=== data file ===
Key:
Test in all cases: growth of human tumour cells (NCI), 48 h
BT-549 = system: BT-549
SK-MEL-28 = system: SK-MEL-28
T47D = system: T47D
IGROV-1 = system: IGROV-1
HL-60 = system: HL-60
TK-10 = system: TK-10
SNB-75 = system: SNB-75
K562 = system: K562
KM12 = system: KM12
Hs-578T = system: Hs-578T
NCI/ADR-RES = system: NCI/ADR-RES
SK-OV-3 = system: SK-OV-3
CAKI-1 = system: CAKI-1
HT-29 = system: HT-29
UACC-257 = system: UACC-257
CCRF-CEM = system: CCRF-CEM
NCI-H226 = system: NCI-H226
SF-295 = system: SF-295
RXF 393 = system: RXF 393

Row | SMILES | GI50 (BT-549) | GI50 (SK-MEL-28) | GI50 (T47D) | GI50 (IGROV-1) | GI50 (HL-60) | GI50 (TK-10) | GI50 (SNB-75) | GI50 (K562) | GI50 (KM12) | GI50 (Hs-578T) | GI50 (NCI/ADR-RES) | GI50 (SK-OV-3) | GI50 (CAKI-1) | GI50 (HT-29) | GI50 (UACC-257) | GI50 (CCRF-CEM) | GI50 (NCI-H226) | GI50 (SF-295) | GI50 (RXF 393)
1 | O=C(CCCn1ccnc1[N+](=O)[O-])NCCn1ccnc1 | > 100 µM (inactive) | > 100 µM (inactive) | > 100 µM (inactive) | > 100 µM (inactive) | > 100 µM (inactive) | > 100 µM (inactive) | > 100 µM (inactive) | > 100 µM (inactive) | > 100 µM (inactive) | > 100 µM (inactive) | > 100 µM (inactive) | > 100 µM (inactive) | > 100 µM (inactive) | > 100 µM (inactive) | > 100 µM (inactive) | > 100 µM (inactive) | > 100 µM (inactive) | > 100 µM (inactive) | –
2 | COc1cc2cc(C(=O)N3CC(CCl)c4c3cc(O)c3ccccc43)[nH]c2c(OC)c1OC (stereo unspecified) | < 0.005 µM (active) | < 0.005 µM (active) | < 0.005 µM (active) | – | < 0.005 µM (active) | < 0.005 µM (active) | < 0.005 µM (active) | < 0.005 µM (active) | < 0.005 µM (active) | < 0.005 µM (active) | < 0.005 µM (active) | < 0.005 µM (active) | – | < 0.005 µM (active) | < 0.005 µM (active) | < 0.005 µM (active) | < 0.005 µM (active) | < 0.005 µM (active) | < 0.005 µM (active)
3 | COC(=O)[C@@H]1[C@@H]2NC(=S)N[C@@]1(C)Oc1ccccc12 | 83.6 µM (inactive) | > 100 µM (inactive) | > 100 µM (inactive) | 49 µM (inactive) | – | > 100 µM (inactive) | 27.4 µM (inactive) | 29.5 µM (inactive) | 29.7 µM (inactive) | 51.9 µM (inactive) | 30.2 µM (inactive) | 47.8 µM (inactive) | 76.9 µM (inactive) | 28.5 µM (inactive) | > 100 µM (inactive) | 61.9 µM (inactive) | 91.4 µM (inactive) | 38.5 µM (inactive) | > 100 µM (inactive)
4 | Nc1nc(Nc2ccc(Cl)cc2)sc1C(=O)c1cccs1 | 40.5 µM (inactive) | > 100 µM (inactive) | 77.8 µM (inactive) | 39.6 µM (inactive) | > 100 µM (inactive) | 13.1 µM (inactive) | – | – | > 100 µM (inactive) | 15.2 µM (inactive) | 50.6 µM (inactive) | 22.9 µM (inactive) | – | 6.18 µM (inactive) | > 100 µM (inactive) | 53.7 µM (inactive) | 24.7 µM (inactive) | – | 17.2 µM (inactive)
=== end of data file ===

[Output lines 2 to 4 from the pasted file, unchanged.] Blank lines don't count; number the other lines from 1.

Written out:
Test in all cases: growth of human tumour cells (NCI), 48 h
BT-549 = system: BT-549
SK-MEL-28 = system: SK-MEL-28